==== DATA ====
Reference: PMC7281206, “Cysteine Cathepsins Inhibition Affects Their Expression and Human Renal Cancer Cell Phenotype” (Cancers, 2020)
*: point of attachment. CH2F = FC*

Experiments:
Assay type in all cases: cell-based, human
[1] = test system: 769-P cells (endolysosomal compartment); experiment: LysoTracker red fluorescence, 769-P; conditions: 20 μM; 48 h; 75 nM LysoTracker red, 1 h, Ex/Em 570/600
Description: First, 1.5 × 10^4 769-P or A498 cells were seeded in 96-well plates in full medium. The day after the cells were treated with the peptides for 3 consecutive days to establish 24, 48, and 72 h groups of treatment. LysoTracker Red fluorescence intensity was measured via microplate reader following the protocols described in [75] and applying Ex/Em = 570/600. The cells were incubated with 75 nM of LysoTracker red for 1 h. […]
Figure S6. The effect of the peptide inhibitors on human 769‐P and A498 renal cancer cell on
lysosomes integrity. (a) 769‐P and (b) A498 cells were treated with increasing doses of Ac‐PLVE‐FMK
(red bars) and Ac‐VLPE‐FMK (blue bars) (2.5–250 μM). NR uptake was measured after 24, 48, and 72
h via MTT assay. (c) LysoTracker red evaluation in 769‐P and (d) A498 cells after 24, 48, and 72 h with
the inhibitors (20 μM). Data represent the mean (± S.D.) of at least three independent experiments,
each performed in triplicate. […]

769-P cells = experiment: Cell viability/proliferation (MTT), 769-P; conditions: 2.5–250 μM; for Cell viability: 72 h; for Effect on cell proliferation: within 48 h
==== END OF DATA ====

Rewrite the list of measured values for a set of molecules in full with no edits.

Reference: PMC7281206, “Cysteine Cathepsins Inhibition Affects Their Expression and Human Renal Cancer Cell Phenotype” (Cancers, 2020)
*: point of attachment. CH2F = FC*

Experiments:
Assay type in all cases: cell-based, human
[1] = test system: 769-P cells (endolysosomal compartment); experiment: LysoTracker red fluorescence, 769-P; conditions: 20 μM; 48 h; 75 nM LysoTracker red, 1 h, Ex/Em 570/600
Description: First, 1.5 × 10^4 769-P or A498 cells were seeded in 96-well plates in full medium. The day after the cells were treated with the peptides for 3 consecutive days to establish 24, 48, and 72 h groups of treatment. LysoTracker Red fluorescence intensity was measured via microplate reader following the protocols described in [75] and applying Ex/Em = 570/600. The cells were incubated with 75 nM of LysoTracker red for 1 h. […]
Figure S6. The effect of the peptide inhibitors on human 769‐P and A498 renal cancer cell on
lysosomes integrity. (a) 769‐P and (b) A498 cells were treated with increasing doses of Ac‐PLVE‐FMK
(red bars) and Ac‐VLPE‐FMK (blue bars) (2.5–250 μM). NR uptake was measured after 24, 48, and 72
h via MTT assay. (c) LysoTracker red evaluation in 769‐P and (d) A498 cells after 24, 48, and 72 h with
the inhibitors (20 μM). Data represent the mean (± S.D.) of at least three independent experiments,
each performed in triplicate. […]

769-P cells = experiment: Cell viability/proliferation (MTT), 769-P; conditions: 2.5–250 μM; for Cell viability: 72 h; for Effect on cell proliferation: within 48 h